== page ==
C.S. Lewis Trail

We started off our day in the Library with Dr. Haddon Wilson teaching us about the life of C.S. Lewis. Lewis was born and raised in Belfast, and Dr. Wilson prepared us for our tour. After lunch we loaded the bus and set out to see all the sights that Dr. Wilson had told us of. Our first stop was a statue of the wardrobe in C.S. Lewis’ novels. I really enjoyed seeing this life size statue. The sculpture features Digory Kirke peering into the wardrobe, and on the back of the wardrobe is the head of a lion and a letter that Lewis wrote to a young girl explaining the death and resurrection of Aslan. Although I’ve always known that Lewis’ novels depicted Christianity in a fictional way, I found it really interesting to read this letter and see how he intended his novels to parallel to the Bible.

The Magicians Nephew- how evil entered into the world

The Lion the Witch and the Wardrobe- the crucifixion

Prince Caspian- restoration of the true religion after corruption

The Horse and His Boy- the calling and conversion of a heathen

The Voyage of the Dawn Treader- the spiritual life

The Silver Chair- the continued war against the power of darkness

The Last Battle- the coming of the Antichrist (the Ape). The end of the world and last judgement.

After visiting the statue, we were on our way to see Little Lea. Little Lea was C.S. Lewis’ childhood home. He moved into the house at the age of seven. Although it now sits in the middle of the city, in Lewis’ days the home was located way out in the country. Little Lea influenced many of Lewis’ writings; perhaps because it is where Lewis first began to write. While Lewis had several fond memories of his childhood at Little Lea, not all of his time spent in the family home was happy. In February of 1908, while still living in the home, C.S. Lewis’ mother was ill with cancer, and it is believed that she was operated on the dining room table downstairs in the family home. While she survived the operation, she sadly did not survive the illness. We were able to see the house from the street, but the home that was once occupied by the Lewis family is now privately owned and is not available for the public to tour.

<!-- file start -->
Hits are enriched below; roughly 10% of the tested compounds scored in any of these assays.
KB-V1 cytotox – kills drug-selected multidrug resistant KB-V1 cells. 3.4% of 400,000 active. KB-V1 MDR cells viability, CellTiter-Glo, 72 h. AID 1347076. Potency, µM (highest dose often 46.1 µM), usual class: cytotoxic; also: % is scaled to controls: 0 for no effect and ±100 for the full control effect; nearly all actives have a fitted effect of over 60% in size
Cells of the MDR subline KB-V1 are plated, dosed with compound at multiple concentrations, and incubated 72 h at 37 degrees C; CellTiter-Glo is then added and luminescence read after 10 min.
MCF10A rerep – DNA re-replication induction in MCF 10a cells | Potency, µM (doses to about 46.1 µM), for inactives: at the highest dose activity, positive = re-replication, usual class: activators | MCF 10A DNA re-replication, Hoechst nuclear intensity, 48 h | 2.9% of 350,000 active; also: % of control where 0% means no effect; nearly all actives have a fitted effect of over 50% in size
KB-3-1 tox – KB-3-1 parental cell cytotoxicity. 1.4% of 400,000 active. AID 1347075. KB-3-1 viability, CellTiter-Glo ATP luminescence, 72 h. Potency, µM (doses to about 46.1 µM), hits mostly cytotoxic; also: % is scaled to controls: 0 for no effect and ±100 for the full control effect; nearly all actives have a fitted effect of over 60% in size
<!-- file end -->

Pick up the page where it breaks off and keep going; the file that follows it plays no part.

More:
After seeing his home, we went to tour the St. Mark’s Dundela, the church in which Lewis grew up. We attended this church on Sunday, but today we were able to look around and learn more about the about it. We were able to see the stain glass window that Jack (C.S) and Warnie Lewis donated in honor of their parents as well as the doorknob that is believed to be Lewis’ inspiration for Aslan. The doorknob was originally on a red door to the home of Lewis’ grandfather. However, as a result of recent vandalism, the doorknob was removed from the red door so that it could not be harmed.

            Our C.S. Lewis trail ended with a visit to the town of Holywood and Crawfordsburn where Lewis frequently visited; this is also the where Lewis spent his honeymoon with his wife Joy. Crawfordsburn is also believed to be the home of the lamp-post that inspired the lamp-post in Lewis’ fictional country of Narnia. It was at the lamp-post that Lucy Pevensie first met Mr. Tumnus in the Lion the Witch and the Warrobe; he tells her that the lamp-post marks the beginning of Narnia.